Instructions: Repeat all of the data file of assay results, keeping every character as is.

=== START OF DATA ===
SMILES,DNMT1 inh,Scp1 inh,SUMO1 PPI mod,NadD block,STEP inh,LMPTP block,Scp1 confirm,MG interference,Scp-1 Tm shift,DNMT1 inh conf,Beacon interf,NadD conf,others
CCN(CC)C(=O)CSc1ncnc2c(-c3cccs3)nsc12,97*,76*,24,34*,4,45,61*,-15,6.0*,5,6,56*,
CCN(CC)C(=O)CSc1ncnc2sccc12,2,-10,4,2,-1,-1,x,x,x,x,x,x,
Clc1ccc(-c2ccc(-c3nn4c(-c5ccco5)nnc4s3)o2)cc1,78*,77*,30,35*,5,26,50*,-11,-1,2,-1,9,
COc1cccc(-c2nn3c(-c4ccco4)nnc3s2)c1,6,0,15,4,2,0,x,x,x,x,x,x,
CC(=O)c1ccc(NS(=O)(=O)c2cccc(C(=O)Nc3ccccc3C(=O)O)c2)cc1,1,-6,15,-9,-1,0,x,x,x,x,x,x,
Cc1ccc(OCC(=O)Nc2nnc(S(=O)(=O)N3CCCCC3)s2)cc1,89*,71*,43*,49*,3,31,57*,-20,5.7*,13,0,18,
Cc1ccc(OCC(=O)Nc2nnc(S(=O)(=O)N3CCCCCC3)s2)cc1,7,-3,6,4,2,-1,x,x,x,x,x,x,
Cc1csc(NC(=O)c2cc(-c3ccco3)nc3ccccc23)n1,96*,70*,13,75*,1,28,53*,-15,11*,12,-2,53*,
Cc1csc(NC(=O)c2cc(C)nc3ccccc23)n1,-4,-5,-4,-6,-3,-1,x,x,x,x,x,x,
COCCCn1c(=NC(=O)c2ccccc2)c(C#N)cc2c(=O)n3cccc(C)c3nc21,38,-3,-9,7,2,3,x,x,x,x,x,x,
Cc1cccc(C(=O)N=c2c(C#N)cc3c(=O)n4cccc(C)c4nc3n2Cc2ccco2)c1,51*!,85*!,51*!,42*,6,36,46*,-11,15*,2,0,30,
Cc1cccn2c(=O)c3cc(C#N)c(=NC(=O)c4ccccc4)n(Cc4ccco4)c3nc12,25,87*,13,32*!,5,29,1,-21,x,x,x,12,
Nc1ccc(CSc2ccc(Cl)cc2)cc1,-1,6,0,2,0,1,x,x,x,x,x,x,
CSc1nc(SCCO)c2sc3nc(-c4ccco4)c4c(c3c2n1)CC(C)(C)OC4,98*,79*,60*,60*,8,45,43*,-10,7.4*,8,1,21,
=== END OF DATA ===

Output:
SMILES,DNMT1 inh,Scp1 inh,SUMO1 PPI mod,NadD block,STEP inh,LMPTP block,Scp1 confirm,MG interference,Scp-1 Tm shift,DNMT1 inh conf,Beacon interf,NadD conf,others
CCN(CC)C(=O)CSc1ncnc2c(-c3cccs3)nsc12,97*,76*,24,34*,4,45,61*,-15,6.0*,5,6,56*,
CCN(CC)C(=O)CSc1ncnc2sccc12,2,-10,4,2,-1,-1,x,x,x,x,x,x,
Clc1ccc(-c2ccc(-c3nn4c(-c5ccco5)nnc4s3)o2)cc1,78*,77*,30,35*,5,26,50*,-11,-1,2,-1,9,
COc1cccc(-c2nn3c(-c4ccco4)nnc3s2)c1,6,0,15,4,2,0,x,x,x,x,x,x,
CC(=O)c1ccc(NS(=O)(=O)c2cccc(C(=O)Nc3ccccc3C(=O)O)c2)cc1,1,-6,15,-9,-1,0,x,x,x,x,x,x,
Cc1ccc(OCC(=O)Nc2nnc(S(=O)(=O)N3CCCCC3)s2)cc1,89*,71*,43*,49*,3,31,57*,-20,5.7*,13,0,18,
Cc1ccc(OCC(=O)Nc2nnc(S(=O)(=O)N3CCCCCC3)s2)cc1,7,-3,6,4,2,-1,x,x,x,x,x,x,
Cc1csc(NC(=O)c2cc(-c3ccco3)nc3ccccc23)n1,96*,70*,13,75*,1,28,53*,-15,11*,12,-2,53*,
Cc1csc(NC(=O)c2cc(C)nc3ccccc23)n1,-4,-5,-4,-6,-3,-1,x,x,x,x,x,x,
COCCCn1c(=NC(=O)c2ccccc2)c(C#N)cc2c(=O)n3cccc(C)c3nc21,38,-3,-9,7,2,3,x,x,x,x,x,x,
Cc1cccc(C(=O)N=c2c(C#N)cc3c(=O)n4cccc(C)c4nc3n2Cc2ccco2)c1,51*!,85*!,51*!,42*,6,36,46*,-11,15*,2,0,30,
Cc1cccn2c(=O)c3cc(C#N)c(=NC(=O)c4ccccc4)n(Cc4ccco4)c3nc12,25,87*,13,32*!,5,29,1,-21,x,x,x,12,
Nc1ccc(CSc2ccc(Cl)cc2)cc1,-1,6,0,2,0,1,x,x,x,x,x,x,
CSc1nc(SCCO)c2sc3nc(-c4ccco4)c4c(c3c2n1)CC(C)(C)OC4,98*,79*,60*,60*,8,45,43*,-10,7.4*,8,1,21,